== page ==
Crafters, sewers and quilters looking for small but worthwhile projects have been gravitating to making banners inspired by the tradition of prayer flags. These flags have a rich history and tradition and are made to express the maker’s prayerful pleas for a better, more peaceful world. Even creating small flags on strings using contemporary embellishments can tap into some of those feelings of thankfulness and awe. Tibetan prayer flags, simply made and decorated with sacred colors and symbols, are meant to better all living things as the breeze lifts them. But a string of indoor flags can also express love and devotion.
  When my packet came in the mail from Quilting Arts with the Moda Home Made banner set, the timing was perfect. I was about to fly to St. Louis to help my sister after back surgery, and it seemed perfect to make my flags express a prayer for her healing. I would be staying at her home for a week without access to my sewing machine, stash or other sewing supplies, and here was the perfect portable and meaningful craft project. 
At first, I planned to use bright, spring colors to make it cheerful. But once I got the idea of using the bold Red Cross symbol, I decided it would work best in just red and white. And that made packing easy. I grabbed some bright red prints, some white fabric, and a few tokens to stitch on, like a guardian angel charm. Along with a pincushion, thread and scissors. There was no time to explore local quilt shops while I was in the area to add more, but I did find a packet of red buttons at WalMart, while buying groceries.  (And, I did have to buy an IRON at WalMart, because my sister didn’t own this basic quilting tool.)
 I thoroughly enjoyed working on this project, my first attempt at making prayer flags. This kit was wonderful because the size of the individual pennants gave me enough room to play with. It was the buttons on the banner that inspired me to add more buttons still as a design theme. And the buttons allow one to play around with the order of the individual flags as well. Also, there are 8 pennants in the set, but since they are only attached by buttons, you can choose how many you want: my design concept took seven.
 My sister — shown here with her charming daughter Jenn– was thrilled by the results, and happy to have these healing wishes shine upon her daily, even after I left to come home to Princeton.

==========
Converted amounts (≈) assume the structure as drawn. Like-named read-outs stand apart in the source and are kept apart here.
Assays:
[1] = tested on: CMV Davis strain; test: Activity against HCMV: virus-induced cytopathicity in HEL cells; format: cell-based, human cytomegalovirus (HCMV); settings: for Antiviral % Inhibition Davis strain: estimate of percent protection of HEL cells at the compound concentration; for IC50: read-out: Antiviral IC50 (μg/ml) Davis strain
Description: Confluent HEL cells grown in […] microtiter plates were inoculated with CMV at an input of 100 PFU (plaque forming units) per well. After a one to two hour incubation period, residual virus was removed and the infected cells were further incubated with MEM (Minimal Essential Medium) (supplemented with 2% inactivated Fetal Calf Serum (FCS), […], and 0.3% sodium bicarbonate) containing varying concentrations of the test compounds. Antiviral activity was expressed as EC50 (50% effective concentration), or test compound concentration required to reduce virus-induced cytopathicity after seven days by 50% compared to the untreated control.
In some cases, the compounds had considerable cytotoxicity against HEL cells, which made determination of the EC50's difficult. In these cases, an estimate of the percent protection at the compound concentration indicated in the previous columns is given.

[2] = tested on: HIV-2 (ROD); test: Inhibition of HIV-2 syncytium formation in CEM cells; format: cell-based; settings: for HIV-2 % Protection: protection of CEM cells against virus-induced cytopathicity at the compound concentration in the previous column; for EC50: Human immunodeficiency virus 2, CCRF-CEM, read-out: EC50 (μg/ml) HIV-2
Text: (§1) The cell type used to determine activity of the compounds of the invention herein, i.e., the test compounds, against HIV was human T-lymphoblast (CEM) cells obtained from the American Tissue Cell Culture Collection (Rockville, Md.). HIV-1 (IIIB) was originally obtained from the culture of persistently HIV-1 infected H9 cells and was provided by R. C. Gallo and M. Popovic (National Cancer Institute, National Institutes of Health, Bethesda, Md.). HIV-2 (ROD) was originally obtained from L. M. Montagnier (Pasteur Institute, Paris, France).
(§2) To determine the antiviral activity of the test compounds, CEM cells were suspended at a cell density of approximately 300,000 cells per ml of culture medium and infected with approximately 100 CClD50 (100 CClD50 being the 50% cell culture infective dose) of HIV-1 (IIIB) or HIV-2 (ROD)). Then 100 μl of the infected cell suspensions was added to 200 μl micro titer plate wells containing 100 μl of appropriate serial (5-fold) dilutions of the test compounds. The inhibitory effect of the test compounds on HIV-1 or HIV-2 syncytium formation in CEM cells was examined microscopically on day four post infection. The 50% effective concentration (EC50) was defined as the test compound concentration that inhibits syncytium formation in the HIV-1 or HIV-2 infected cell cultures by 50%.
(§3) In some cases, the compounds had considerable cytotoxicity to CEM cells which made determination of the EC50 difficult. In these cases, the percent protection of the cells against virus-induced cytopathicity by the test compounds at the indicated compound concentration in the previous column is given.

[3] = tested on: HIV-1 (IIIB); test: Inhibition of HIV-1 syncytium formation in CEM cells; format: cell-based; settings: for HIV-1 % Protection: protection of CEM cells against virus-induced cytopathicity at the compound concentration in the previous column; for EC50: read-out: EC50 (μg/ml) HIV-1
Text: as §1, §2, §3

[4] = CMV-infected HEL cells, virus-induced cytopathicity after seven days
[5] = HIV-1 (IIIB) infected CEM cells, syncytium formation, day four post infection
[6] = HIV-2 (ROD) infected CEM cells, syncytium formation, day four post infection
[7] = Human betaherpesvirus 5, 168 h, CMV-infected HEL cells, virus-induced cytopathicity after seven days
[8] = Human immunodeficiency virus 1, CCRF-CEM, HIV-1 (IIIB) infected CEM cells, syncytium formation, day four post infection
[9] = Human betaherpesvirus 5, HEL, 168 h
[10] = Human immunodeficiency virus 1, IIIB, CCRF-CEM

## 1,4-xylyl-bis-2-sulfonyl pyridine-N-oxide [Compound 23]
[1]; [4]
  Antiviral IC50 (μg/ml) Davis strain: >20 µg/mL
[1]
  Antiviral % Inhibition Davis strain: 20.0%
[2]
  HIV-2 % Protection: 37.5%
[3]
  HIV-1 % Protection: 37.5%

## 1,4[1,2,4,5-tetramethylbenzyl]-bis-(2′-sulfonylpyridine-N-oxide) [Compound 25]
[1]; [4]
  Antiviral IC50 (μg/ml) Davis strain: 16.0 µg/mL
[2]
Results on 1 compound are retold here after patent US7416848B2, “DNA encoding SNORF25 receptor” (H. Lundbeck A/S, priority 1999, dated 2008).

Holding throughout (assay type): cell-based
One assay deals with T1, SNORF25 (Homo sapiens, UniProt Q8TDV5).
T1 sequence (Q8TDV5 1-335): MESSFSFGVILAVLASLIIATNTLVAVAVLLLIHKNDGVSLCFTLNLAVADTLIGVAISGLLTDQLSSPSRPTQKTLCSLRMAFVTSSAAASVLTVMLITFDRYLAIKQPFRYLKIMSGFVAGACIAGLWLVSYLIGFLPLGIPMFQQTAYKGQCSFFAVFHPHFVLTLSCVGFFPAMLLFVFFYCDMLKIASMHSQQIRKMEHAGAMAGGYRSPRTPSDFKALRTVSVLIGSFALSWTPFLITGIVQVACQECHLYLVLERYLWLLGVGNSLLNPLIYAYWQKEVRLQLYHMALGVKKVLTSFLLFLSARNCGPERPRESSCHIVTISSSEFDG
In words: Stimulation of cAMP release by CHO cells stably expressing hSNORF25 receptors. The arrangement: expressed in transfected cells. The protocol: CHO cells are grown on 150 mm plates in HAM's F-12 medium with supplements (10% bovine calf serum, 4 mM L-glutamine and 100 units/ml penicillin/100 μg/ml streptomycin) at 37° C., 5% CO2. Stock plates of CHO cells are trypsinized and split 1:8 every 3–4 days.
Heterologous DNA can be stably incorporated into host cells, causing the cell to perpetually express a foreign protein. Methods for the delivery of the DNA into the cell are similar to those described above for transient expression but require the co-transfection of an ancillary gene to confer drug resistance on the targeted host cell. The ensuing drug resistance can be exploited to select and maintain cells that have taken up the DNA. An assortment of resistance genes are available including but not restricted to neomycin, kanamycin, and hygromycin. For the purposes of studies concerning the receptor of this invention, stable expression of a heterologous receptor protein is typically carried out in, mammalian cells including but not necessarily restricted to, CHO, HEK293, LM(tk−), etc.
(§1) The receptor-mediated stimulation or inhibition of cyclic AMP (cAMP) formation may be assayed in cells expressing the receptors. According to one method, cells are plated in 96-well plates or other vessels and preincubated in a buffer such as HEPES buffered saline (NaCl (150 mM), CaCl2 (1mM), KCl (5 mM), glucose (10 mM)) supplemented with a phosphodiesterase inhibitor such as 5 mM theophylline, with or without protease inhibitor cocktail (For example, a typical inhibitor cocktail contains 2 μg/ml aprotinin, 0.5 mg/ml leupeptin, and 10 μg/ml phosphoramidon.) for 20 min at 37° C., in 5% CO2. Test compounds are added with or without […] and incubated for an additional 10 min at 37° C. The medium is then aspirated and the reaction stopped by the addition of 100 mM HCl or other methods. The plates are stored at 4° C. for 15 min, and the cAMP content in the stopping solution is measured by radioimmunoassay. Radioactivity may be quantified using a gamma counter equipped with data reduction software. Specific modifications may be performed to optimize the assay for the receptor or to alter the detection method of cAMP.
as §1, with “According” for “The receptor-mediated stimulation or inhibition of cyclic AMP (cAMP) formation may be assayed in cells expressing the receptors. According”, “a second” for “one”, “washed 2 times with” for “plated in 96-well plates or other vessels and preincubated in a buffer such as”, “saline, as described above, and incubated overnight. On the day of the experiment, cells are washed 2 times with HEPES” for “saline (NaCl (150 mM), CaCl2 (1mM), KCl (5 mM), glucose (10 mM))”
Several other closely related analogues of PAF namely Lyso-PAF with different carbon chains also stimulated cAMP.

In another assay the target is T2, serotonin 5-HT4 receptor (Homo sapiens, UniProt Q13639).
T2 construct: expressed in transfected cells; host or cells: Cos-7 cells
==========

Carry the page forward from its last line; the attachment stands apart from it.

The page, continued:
Now I’m eager to play with some more styles and sizes of prayer flags, and will dig into all the inspiration found in Interweave’s ebook on Prayer Flags: the readers of Quilting Arts magazine provided more than 550 miniature flags and construction ideas for this special publication. Go here to order just the eBook from Interweave or the eBook and Moda banner kit. 
I can envision making strings of flags for many occasions, including major milestones and accomplishments, and to send love and prayers to my nearest and dearest, whether I can bring them personally or not. And, I am seriously considering finding some fabric I could print on and leave outside, in my garden. I want to research the Tibetan and other traditions for using these objects respectfully. I feel like I’ve discovered a whole new medium, both in my crafting work, and as a maker of tradition. 
By the way, I will be giving away a banner kit in the April issue of Quilt Journalist Tells All.
Thanks, Vivika!!
Want more inspiration? Visit The Prayer Flag Project blog, to learn more about this movement, upload your own prayer flags, or just be inspired and uplifted by the flags of others.
Here’s the rest of the blog hop, do visit each one. These women are far more accomplished quilt artists than I, and I can’t wait to see their takes on this project.
April 11: 
April 14:     Jane LaFazio  
April 15:   Meg Cox  (YOU ARE HERE!)
April 16:    Deborah O’Hare  
April 17:   Jamie Fingal 
April 17:   Susan Brubaker Knapp 
April 18:     Carrie Bloomston